|My father as goalkeeper, 3rd from right, front row|
"So we were back in Eötvös u. It was January and very cold, as is usual in Hungary at that time. Snow and frost. People were starving. There was a ceramic stove in the flat which heated two rooms. It worked on fuel, which was difficult to get. We didn’t do much in the next few days. We looked around the house for any food that might have been left there. Every now and again we heard the boom of large calibre guns.
I began to think of how to make a living. I remembered that the area where I had worked with Boschán was in a reasonable state so, about a week after settling down, I walked over there to see if I could find anybody. It was all in one piece but I found a note stuck on the door to the basement to the effect that if anyone wanted to start working they should report next Monday. The firm was called Boschán Ignácz, Vízvezeték és Központi Fűtés Szerelő Vállalat. [Ignácz Boschán, Plumbing and Central Heating Company] So I returned on the Monday morning and found Béla, who was of course my friend. We embraced each other, happy to be alive, and I learned that his two brothers, who were the ones with engineering qualifications – one had a university degree, the other had finished high school – had perished. Béla did the office and bookkeeping and he asked me if I would consider starting up the business in junior partnership with him and his brother’s wife. I said yes, I would do that, because I needed to earn some money quickly. It must have been mid-February, 1945.
Boschán’s workshop was in Honvéd u, very near the Vígszinház [Comedy Theatre]. It was mainly a store for materials, plant and tools, but there were a couple of machines there for bending aluminium, lead and zinc sheets – roof work. The cellar was divided into office, workshop, and store. Béla had also been in labour camp in the Ukraine and was extremely lucky because in his particular group over half were killed, mainly by typhoid. The rest were brought back. They were somehow dispersed in Eastern Hungary and no attempt was made to take them to Germany.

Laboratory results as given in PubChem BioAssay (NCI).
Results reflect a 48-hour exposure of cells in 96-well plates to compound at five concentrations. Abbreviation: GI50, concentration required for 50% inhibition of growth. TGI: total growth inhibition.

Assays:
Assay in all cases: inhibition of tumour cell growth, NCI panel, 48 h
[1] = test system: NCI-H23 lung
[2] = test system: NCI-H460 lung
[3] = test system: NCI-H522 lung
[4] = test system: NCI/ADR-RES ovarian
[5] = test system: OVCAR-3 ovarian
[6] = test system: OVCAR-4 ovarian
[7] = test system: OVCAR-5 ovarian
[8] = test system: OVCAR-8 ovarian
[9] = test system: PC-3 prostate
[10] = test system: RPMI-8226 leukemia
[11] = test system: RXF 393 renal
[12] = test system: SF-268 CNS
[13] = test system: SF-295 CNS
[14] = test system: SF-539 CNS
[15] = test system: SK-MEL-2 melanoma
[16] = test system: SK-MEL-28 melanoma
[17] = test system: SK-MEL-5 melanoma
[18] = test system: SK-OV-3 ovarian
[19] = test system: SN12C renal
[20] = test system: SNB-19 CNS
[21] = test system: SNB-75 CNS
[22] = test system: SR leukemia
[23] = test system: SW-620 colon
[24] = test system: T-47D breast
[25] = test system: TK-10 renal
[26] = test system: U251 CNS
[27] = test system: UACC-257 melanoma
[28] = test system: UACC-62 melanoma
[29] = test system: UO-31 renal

Sooner or later, two or three of the old work force reported for work – plumbers, heating fitters, and so on. At that time it was still quite risky to walk in the city because the Russian soldiers were not very selective and if they felt like taking a few people off the streets they just took them.
The behaviour of the Russian troops, even allowing for the fact that this was war time, was not as civilised as we hoped. They got a bad reputation for what they did in Budapest during the war. Of course, they were not as well-organised or as cold-blooded as the Germans had been, but they were so unpredictable that people were afraid. They changed moods from one moment to the other. I had little experience of this directly since we were rarely raided. I remember once when two young Russian soldiers came round demanding watches but we lived on the fourth floor and by the time they got to the second floor they had quite a collection and were happy. The majority of the liberating Russian forces did not come from Central Russia but from Uzbekhistan, Turkestan, Kazakhstan and Siberia. Some of them, possibly the majority, were very good hearted, but very childish and quite unsophisticated, therefore dangerous.
The city was full of them. My brother-in-law, Zoli, who came back from a camp in Transylvania, was walking on the street three days after he had returned. That day the Russians rounded up some 200 people, bundled them on to a lorry, and took them to barracks with a view to deporting most of them. Zoli, who was about 27 and had just suffered three years in labour camp, was rounded up with them. However he was ‘lucky’: he had stomach trouble and about half a day after he was locked up he started vomiting and the Russians were so worried that he might be carrying some infection that they kicked him out.
They deported about 110,000 people at this time from Budapest alone. I know of other people who were suddenly surrounded by a Russian patrol and taken off to Russia. There was no rhyme or reason in it."